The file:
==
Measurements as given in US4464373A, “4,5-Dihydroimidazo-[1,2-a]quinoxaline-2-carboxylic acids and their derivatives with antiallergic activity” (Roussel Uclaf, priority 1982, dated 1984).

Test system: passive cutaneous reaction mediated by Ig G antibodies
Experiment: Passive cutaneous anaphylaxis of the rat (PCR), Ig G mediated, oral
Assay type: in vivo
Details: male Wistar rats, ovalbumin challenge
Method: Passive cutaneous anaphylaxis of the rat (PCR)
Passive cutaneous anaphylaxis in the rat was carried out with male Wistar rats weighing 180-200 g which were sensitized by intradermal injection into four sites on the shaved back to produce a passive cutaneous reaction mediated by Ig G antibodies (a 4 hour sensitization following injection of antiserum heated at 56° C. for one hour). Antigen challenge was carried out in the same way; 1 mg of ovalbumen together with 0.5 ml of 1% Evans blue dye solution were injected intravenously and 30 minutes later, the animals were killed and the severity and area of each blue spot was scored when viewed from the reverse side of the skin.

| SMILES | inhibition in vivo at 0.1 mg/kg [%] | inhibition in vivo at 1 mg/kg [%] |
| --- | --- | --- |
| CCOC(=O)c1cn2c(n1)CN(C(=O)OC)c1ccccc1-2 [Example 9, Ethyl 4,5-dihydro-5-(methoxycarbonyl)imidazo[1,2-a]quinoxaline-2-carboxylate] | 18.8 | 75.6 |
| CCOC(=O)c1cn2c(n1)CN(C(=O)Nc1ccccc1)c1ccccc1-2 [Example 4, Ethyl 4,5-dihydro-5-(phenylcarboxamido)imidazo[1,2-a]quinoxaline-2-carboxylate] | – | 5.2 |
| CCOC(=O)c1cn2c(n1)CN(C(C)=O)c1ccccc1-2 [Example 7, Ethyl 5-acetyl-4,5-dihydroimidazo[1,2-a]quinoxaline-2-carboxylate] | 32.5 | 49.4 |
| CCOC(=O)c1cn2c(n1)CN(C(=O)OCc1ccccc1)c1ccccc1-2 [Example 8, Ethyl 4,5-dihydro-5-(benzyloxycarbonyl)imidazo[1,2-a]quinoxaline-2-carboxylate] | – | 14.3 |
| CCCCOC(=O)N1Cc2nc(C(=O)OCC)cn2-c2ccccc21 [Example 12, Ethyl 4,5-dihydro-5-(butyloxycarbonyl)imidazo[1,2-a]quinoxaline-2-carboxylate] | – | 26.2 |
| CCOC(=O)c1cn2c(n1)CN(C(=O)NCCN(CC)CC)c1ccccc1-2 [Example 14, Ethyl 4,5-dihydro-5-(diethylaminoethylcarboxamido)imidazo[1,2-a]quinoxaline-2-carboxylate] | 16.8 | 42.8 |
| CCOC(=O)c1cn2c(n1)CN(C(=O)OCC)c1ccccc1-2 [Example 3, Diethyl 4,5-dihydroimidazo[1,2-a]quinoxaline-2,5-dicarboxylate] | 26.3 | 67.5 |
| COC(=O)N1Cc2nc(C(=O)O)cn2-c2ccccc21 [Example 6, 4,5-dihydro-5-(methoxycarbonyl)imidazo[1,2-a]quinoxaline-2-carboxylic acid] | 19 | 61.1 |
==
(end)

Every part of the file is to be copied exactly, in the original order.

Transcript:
Measurements as given in US4464373A, “4,5-Dihydroimidazo-[1,2-a]quinoxaline-2-carboxylic acids and their derivatives with antiallergic activity” (Roussel Uclaf, priority 1982, dated 1984).

Test system: passive cutaneous reaction mediated by Ig G antibodies
Experiment: Passive cutaneous anaphylaxis of the rat (PCR), Ig G mediated, oral
Assay type: in vivo
Details: male Wistar rats, ovalbumin challenge
Method: Passive cutaneous anaphylaxis of the rat (PCR)
Passive cutaneous anaphylaxis in the rat was carried out with male Wistar rats weighing 180-200 g which were sensitized by intradermal injection into four sites on the shaved back to produce a passive cutaneous reaction mediated by Ig G antibodies (a 4 hour sensitization following injection of antiserum heated at 56° C. for one hour). Antigen challenge was carried out in the same way; 1 mg of ovalbumen together with 0.5 ml of 1% Evans blue dye solution were injected intravenously and 30 minutes later, the animals were killed and the severity and area of each blue spot was scored when viewed from the reverse side of the skin.

| SMILES | inhibition in vivo at 0.1 mg/kg [%] | inhibition in vivo at 1 mg/kg [%] |
| --- | --- | --- |
| CCOC(=O)c1cn2c(n1)CN(C(=O)OC)c1ccccc1-2 [Example 9, Ethyl 4,5-dihydro-5-(methoxycarbonyl)imidazo[1,2-a]quinoxaline-2-carboxylate] | 18.8 | 75.6 |
| CCOC(=O)c1cn2c(n1)CN(C(=O)Nc1ccccc1)c1ccccc1-2 [Example 4, Ethyl 4,5-dihydro-5-(phenylcarboxamido)imidazo[1,2-a]quinoxaline-2-carboxylate] | – | 5.2 |
| CCOC(=O)c1cn2c(n1)CN(C(C)=O)c1ccccc1-2 [Example 7, Ethyl 5-acetyl-4,5-dihydroimidazo[1,2-a]quinoxaline-2-carboxylate] | 32.5 | 49.4 |
| CCOC(=O)c1cn2c(n1)CN(C(=O)OCc1ccccc1)c1ccccc1-2 [Example 8, Ethyl 4,5-dihydro-5-(benzyloxycarbonyl)imidazo[1,2-a]quinoxaline-2-carboxylate] | – | 14.3 |
| CCCCOC(=O)N1Cc2nc(C(=O)OCC)cn2-c2ccccc21 [Example 12, Ethyl 4,5-dihydro-5-(butyloxycarbonyl)imidazo[1,2-a]quinoxaline-2-carboxylate] | – | 26.2 |
| CCOC(=O)c1cn2c(n1)CN(C(=O)NCCN(CC)CC)c1ccccc1-2 [Example 14, Ethyl 4,5-dihydro-5-(diethylaminoethylcarboxamido)imidazo[1,2-a]quinoxaline-2-carboxylate] | 16.8 | 42.8 |
| CCOC(=O)c1cn2c(n1)CN(C(=O)OCC)c1ccccc1-2 [Example 3, Diethyl 4,5-dihydroimidazo[1,2-a]quinoxaline-2,5-dicarboxylate] | 26.3 | 67.5 |
| COC(=O)N1Cc2nc(C(=O)O)cn2-c2ccccc21 [Example 6, 4,5-dihydro-5-(methoxycarbonyl)imidazo[1,2-a]quinoxaline-2-carboxylic acid] | 19 | 61.1 |